Sources: University of St. Thomas, Minnesota Theatre by Frank M. Whiting (Pogo Press, 1988)
“We just didn’t feel that there was the critical mass of student interest to be able to maintain the quality of the program going forward,” says Kelly. “We thought that [by making this decision] we could enhance our other programs, and create opportunities for students to be involved in theater in other ways.” Kelly emphasizes that while the formal department is being dissolved, St. Thomas hopes to continue its longstanding partnership with St. Catherine. “Students here would be able to participate in production opportunities at St. Kate’s, and their students would be able to participate in our music programs.” Kelly notes, however, that the exact details of any future partnership cannot be known until St. Catherine, which has recently announced its decision to move from college to university status, works out the particulars of its new organizational structure.
Kelly says that the decision to tear down the Foley Theater, which opened as a gymnasium/auditorium in 1914 and was converted to a dedicated theater space in 1958, was unrelated to the decision to eliminate the theater department. “The Foley Theater is very old,” she says. “It is not handicapped-accessible, and making it accessible would be hugely expensive. We’ve been planning for a few years to put on that footprint what will potentially be part of a new student center and athletic facility; we’d been planning to move all the theatrical productions over to St. Kate’s, which has a black-box theater and the O’Shaughnessy.”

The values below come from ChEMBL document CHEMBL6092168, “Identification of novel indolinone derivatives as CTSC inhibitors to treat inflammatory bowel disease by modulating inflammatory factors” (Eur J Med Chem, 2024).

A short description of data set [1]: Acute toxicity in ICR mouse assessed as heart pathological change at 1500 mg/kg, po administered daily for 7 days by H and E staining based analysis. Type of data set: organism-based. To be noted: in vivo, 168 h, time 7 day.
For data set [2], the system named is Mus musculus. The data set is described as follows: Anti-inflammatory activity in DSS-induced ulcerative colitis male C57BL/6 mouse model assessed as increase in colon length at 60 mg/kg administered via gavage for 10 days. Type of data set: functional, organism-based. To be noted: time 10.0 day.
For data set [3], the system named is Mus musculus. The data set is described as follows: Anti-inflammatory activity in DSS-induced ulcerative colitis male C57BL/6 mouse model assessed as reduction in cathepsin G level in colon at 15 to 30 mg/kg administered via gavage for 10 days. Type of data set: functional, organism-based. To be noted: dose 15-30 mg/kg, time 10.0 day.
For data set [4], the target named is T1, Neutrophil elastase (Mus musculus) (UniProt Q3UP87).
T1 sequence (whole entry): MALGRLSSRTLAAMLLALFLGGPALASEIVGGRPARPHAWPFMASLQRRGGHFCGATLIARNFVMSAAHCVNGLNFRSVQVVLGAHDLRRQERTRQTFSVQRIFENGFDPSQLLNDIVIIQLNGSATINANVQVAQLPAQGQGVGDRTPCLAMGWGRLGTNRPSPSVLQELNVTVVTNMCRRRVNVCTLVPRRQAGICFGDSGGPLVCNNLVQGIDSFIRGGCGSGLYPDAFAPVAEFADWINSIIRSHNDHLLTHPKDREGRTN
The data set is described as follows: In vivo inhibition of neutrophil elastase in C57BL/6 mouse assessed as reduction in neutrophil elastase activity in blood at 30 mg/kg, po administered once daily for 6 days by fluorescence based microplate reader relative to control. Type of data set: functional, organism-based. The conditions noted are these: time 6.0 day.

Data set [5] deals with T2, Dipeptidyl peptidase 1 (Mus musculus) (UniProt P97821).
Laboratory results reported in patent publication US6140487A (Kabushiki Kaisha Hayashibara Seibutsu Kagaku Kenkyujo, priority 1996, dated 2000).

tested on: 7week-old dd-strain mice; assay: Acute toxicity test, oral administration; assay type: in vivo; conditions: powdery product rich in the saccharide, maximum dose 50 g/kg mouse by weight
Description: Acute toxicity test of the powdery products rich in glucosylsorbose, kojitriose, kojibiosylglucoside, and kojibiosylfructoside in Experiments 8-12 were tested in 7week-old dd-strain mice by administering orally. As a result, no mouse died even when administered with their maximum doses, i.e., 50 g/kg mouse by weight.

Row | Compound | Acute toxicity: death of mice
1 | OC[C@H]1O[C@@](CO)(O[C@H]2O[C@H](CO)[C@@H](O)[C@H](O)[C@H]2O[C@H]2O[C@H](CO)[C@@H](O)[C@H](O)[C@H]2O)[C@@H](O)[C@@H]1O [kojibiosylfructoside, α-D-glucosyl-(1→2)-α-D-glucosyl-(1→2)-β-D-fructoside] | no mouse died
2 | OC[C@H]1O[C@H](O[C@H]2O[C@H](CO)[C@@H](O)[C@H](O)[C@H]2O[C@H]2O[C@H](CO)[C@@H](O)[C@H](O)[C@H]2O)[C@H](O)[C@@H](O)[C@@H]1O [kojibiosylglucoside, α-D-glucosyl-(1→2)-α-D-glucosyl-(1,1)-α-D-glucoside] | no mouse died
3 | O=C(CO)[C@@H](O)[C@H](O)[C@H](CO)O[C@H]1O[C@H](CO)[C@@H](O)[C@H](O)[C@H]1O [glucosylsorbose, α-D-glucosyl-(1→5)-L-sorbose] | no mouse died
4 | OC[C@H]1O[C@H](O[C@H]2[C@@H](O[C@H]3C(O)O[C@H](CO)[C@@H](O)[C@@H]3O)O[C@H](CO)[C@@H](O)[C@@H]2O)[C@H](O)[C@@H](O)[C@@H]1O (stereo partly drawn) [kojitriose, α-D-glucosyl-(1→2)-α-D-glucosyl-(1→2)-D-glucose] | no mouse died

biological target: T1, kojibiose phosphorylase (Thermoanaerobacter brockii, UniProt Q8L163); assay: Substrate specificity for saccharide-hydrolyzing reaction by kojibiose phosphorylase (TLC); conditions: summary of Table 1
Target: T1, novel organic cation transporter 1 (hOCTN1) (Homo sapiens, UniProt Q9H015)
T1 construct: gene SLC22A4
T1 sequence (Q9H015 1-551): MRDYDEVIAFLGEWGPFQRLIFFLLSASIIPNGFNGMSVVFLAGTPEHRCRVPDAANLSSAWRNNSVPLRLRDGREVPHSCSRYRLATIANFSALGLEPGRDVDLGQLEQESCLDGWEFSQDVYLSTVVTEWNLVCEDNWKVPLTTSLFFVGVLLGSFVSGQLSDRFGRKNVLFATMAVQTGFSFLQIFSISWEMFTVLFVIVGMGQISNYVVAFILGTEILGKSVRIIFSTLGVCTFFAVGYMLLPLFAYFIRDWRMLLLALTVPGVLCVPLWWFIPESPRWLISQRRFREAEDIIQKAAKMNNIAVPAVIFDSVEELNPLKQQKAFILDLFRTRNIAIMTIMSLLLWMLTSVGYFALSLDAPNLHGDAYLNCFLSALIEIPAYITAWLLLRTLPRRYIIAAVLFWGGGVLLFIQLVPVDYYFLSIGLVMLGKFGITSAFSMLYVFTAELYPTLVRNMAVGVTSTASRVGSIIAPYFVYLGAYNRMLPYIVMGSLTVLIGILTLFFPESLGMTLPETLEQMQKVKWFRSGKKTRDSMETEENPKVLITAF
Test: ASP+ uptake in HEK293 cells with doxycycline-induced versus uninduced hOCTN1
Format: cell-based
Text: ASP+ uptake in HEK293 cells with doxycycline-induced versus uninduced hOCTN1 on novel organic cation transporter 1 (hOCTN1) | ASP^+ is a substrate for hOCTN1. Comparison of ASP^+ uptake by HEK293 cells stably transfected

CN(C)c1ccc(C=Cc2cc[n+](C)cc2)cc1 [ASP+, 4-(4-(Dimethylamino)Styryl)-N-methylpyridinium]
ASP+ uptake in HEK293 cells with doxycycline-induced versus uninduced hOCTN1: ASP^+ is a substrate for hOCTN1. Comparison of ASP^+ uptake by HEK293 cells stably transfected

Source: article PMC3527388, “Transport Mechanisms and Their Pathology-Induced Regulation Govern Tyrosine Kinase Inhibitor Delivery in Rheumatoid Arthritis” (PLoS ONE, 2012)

Amelia Kritzer, the theater department’s only full-time faculty member, will retain her tenured position at St. Thomas but will be reassigned to a different department. “I think it’s a mistake,” says Kritzer about the university’s decision to eliminate the theater department. “St. Thomas and St. Kate’s will be much poorer for this decision. There are many other faculty members who agree with me.”
Students involved in theater are dismayed at their program’s impending dissolution. “I think that it was a poor decision,” says Molly O’Gara, a junior majoring in theater and English. “If you’re going to offer a liberal arts education, you need to offer the arts. [St. Thomas is] ignoring a major part of the human experience.”